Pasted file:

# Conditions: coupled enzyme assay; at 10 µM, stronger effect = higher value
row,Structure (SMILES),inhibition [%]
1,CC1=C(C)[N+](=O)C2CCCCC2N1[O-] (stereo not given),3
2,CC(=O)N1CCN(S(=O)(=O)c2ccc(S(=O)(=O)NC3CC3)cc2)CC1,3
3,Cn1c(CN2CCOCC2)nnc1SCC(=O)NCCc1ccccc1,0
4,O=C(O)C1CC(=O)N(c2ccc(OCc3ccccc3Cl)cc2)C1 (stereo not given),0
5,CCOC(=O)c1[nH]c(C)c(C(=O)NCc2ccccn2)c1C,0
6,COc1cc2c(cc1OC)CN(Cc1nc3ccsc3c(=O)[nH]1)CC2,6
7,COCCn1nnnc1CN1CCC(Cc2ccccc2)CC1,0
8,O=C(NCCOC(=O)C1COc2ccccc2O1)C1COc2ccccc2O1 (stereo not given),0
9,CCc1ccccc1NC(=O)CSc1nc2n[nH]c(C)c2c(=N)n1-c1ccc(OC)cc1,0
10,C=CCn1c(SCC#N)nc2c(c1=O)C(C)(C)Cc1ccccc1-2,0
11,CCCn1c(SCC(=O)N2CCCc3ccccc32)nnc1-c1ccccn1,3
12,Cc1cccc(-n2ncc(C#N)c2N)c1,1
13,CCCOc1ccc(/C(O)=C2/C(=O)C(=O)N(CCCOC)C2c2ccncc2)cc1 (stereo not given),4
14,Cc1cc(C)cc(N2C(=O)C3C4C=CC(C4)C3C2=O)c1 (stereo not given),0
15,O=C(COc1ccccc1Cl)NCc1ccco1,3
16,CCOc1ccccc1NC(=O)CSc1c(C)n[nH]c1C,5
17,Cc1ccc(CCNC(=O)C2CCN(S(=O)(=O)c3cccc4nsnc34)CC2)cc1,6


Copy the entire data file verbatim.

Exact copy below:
# Conditions: coupled enzyme assay; at 10 µM, stronger effect = higher value
row,Structure (SMILES),inhibition [%]
1,CC1=C(C)[N+](=O)C2CCCCC2N1[O-] (stereo not given),3
2,CC(=O)N1CCN(S(=O)(=O)c2ccc(S(=O)(=O)NC3CC3)cc2)CC1,3
3,Cn1c(CN2CCOCC2)nnc1SCC(=O)NCCc1ccccc1,0
4,O=C(O)C1CC(=O)N(c2ccc(OCc3ccccc3Cl)cc2)C1 (stereo not given),0
5,CCOC(=O)c1[nH]c(C)c(C(=O)NCc2ccccn2)c1C,0
6,COc1cc2c(cc1OC)CN(Cc1nc3ccsc3c(=O)[nH]1)CC2,6
7,COCCn1nnnc1CN1CCC(Cc2ccccc2)CC1,0
8,O=C(NCCOC(=O)C1COc2ccccc2O1)C1COc2ccccc2O1 (stereo not given),0
9,CCc1ccccc1NC(=O)CSc1nc2n[nH]c(C)c2c(=N)n1-c1ccc(OC)cc1,0
10,C=CCn1c(SCC#N)nc2c(c1=O)C(C)(C)Cc1ccccc1-2,0
11,CCCn1c(SCC(=O)N2CCCc3ccccc32)nnc1-c1ccccn1,3
12,Cc1cccc(-n2ncc(C#N)c2N)c1,1
13,CCCOc1ccc(/C(O)=C2/C(=O)C(=O)N(CCCOC)C2c2ccncc2)cc1 (stereo not given),4
14,Cc1cc(C)cc(N2C(=O)C3C4C=CC(C4)C3C2=O)c1 (stereo not given),0
15,O=C(COc1ccccc1Cl)NCc1ccco1,3
16,CCOc1ccccc1NC(=O)CSc1c(C)n[nH]c1C,5
17,Cc1ccc(CCNC(=O)C2CCN(S(=O)(=O)c3cccc4nsnc34)CC2)cc1,6